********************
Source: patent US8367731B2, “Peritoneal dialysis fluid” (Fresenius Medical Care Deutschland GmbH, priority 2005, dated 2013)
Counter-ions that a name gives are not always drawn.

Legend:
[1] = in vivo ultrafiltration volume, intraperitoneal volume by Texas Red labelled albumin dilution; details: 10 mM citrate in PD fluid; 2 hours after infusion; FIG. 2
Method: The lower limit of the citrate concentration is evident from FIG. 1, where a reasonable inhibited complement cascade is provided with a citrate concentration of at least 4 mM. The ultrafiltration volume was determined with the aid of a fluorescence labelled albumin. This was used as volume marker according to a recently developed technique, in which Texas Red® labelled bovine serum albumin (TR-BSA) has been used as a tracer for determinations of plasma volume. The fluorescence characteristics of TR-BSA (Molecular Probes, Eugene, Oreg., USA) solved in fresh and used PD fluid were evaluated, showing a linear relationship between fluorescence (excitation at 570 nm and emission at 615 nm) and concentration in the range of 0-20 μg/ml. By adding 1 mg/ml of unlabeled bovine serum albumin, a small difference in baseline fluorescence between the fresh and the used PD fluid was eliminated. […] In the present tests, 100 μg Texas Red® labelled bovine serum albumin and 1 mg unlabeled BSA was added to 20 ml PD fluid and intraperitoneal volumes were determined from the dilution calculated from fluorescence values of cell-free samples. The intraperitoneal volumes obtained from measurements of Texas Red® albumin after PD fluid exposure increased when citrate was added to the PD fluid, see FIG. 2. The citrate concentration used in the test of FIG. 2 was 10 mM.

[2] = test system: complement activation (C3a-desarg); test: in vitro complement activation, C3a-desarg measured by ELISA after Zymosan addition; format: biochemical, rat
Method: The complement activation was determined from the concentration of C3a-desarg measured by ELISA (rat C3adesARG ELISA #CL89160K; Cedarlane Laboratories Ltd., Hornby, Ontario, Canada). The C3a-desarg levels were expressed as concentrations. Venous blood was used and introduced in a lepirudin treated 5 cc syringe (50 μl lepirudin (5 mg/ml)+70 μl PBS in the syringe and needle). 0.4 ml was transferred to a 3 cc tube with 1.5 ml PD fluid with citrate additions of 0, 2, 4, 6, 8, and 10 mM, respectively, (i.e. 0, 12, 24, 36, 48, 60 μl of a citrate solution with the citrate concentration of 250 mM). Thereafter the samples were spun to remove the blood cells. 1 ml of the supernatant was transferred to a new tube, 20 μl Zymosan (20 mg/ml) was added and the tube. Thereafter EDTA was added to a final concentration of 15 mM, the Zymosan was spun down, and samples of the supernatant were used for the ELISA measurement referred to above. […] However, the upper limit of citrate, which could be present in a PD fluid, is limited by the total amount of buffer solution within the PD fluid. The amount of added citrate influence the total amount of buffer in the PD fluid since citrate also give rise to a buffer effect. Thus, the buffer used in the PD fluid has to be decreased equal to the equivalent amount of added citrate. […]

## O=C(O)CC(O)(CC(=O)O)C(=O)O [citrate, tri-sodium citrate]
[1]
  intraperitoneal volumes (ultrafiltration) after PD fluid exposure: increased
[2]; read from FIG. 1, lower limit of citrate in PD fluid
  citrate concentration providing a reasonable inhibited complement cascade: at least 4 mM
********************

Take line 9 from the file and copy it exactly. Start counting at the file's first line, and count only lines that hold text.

[1]